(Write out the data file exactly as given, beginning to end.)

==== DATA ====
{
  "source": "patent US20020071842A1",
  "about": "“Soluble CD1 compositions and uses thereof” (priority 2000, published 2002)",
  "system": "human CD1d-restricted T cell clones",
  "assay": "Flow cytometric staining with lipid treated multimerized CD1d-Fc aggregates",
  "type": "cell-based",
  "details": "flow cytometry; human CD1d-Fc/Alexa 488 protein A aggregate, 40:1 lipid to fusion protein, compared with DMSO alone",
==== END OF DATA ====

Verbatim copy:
{
  "source": "patent US20020071842A1",
  "about": "“Soluble CD1 compositions and uses thereof” (priority 2000, published 2002)",
  "system": "human CD1d-restricted T cell clones",
  "assay": "Flow cytometric staining with lipid treated multimerized CD1d-Fc aggregates",
  "type": "cell-based",
  "details": "flow cytometry; human CD1d-Fc/Alexa 488 protein A aggregate, 40:1 lipid to fusion protein, compared with DMSO alone",